Referring to FIG. 3, flow-through device 10 (with a preabsorbed sample therein) is used in chromatography system 30, which also includes a source of solvent 32 (different than the polar dissolution solvent), pump 34, liquid chromatography column 38, and sample fraction collection system 40. In this system, solvent from source 32 is pumped by pump 34 through flow-through device 10 and chromatography column 38, carrying sample from device 10 thereto, to perform the chromatographic separation of the sample. FIG. 4 shows how flow-through device 10 is sized to fit entirely within the end 42 of chromatography column 38 containing a separation media 44. In device 10, the upper plate 14 is spaced from the upper end so that tubular member 12 defines a receiving region adapted to receive the lower end 45 and the lower compressible sealing ring 46 of sealing head piece 48, which also has an upper compressible sealing ring 50 for providing a seal to the chromatography column 38.

Alternatively, instead of inserting the device 10 into chromatography column 38, device can be placed in a remote holder 70 and connected to the chromatography column by a solvent tube 72, as shown in FIG. 6. Solvent could also be added to device 10, which is then placed directly into column 38, or remote holder 70 connected to chromatography column 38 by tube 72.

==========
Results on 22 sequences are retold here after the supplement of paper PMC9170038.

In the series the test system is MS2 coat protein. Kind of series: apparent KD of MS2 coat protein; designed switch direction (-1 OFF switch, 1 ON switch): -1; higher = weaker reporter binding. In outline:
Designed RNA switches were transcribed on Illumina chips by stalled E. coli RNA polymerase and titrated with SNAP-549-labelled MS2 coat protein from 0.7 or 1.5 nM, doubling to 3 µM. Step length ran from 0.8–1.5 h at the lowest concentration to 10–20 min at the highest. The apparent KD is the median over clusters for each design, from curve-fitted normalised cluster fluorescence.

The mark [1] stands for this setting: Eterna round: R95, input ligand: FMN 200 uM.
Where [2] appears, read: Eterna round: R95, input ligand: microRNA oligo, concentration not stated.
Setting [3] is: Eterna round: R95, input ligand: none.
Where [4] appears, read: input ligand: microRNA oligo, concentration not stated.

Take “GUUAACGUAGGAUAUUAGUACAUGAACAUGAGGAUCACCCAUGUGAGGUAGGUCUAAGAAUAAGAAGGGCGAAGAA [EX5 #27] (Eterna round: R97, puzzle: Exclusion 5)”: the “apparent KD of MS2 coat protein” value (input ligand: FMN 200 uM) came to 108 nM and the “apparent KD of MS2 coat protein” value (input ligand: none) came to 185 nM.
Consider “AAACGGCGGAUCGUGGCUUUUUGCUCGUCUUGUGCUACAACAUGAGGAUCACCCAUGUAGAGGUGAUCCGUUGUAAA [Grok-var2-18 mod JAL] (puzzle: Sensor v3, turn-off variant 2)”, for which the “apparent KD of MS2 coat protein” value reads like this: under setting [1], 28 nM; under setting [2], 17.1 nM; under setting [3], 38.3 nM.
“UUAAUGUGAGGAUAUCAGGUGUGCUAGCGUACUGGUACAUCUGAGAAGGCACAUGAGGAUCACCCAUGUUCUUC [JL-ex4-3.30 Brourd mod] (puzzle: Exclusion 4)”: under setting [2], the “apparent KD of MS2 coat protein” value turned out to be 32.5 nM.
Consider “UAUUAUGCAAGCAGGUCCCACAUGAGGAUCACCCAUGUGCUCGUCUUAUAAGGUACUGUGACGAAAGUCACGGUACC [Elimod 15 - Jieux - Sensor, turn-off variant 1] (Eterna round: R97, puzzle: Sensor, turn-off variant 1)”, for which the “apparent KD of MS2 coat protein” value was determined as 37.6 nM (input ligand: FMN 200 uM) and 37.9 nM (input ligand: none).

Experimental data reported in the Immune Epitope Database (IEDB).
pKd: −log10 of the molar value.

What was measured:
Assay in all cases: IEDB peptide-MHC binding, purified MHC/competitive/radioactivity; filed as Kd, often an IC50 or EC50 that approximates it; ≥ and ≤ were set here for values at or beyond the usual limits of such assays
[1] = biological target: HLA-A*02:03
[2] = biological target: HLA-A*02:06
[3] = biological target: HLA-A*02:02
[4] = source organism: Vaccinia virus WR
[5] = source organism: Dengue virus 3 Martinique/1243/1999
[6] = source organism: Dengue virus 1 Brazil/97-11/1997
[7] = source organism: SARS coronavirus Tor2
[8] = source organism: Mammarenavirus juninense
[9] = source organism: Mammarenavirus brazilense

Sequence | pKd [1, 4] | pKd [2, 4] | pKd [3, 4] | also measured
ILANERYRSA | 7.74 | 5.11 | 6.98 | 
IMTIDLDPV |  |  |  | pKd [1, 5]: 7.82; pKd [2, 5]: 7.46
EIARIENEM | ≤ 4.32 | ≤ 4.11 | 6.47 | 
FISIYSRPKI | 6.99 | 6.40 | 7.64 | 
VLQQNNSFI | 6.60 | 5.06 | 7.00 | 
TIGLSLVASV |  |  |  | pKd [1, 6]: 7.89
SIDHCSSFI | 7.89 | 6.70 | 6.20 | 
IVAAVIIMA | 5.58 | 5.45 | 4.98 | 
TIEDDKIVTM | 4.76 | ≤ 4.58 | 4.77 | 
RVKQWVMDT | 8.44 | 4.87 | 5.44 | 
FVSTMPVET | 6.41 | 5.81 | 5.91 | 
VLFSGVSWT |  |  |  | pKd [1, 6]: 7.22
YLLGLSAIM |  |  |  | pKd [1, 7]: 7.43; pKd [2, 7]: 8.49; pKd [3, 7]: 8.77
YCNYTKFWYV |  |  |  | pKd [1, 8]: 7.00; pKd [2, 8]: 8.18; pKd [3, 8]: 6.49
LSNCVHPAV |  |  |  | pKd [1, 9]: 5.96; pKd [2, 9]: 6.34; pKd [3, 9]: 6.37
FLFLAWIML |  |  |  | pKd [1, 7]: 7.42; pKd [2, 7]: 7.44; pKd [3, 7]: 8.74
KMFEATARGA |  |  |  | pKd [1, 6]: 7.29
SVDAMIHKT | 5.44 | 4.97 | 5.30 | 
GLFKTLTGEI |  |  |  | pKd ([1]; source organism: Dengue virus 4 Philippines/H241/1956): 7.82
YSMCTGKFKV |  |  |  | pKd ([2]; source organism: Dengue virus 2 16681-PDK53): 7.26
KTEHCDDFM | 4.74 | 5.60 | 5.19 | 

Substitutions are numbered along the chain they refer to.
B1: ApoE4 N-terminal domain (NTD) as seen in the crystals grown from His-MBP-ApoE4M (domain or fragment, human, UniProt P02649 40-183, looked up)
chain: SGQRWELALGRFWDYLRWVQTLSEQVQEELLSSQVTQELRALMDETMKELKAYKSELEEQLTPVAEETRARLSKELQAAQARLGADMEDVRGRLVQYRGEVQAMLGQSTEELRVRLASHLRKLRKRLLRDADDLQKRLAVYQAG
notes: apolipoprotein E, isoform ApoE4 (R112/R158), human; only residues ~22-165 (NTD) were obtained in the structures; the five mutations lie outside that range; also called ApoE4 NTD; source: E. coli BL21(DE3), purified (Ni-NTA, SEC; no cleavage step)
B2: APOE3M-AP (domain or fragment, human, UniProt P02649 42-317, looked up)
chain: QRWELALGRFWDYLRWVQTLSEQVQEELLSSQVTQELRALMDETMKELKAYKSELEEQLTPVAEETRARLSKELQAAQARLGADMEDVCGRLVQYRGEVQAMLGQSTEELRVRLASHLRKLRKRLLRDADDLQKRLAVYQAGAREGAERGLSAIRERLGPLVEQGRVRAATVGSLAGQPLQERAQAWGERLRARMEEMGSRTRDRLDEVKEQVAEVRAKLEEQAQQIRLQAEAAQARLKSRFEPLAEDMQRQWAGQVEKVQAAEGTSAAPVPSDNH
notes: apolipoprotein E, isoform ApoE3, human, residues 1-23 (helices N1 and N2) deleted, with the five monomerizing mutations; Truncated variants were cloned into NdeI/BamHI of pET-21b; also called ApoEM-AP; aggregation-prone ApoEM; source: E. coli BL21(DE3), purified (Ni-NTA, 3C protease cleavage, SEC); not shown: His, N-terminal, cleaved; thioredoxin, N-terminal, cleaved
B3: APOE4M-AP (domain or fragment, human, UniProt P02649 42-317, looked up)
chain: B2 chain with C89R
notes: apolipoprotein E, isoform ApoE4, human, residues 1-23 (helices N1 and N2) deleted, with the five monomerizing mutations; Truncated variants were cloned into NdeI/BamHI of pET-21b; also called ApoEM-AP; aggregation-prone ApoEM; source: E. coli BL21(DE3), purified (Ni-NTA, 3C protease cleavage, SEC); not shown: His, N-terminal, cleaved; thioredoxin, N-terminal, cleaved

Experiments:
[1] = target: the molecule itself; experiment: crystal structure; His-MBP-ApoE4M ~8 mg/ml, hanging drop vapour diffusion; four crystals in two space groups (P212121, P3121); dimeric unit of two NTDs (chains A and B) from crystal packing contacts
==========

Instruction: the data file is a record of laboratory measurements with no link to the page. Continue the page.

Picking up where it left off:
Device 10 can also be implemented in different forms, as shown in FIGS. 7–9.

Referring to FIG. 7, flow-through device 80 includes short plastic tube 82, which has a lower inert plastic porous frit 84 inserted so as to be flush with the bottom of tube 82. Tube 82 is then filled with a solid support 86 (e.g., porous media) to a pre-determined fill level, and a second inert plastic porous frit 88 is inserted. In this embodiment this top frit 88 is not flush with the top of the tube 82 and holds the solid support 86 in a stable form during shipping and ensures “plug flow” during use. In this embodiment the tube has a chamfer 90 on the top edge which eases insertion of both lower and upper frits 84, 88. In this case where the upper porous frit 88 is below the top of the tube 82, frit 88 may or may not form a sealing region 92 to allow a sealing head to be inserted which may or may-not be in contact with the top frit.

Referring to FIG. 8, flow-through device 100 includes short plastic tube 102, which has a lower inert plastic porous frit 104 inserted so as to be flush with the bottom of the tube 102. Tube 102 is then filled with a solid support 106 (e.g., porous media) to a pre-determined fill level, and a second inert plastic porous frit 108 is inserted. In this embodiment this top frit 108 is flush with the top of the tube 102 and holds the solid support 106 in a stable form during shipping and ensures “plug flow” during use.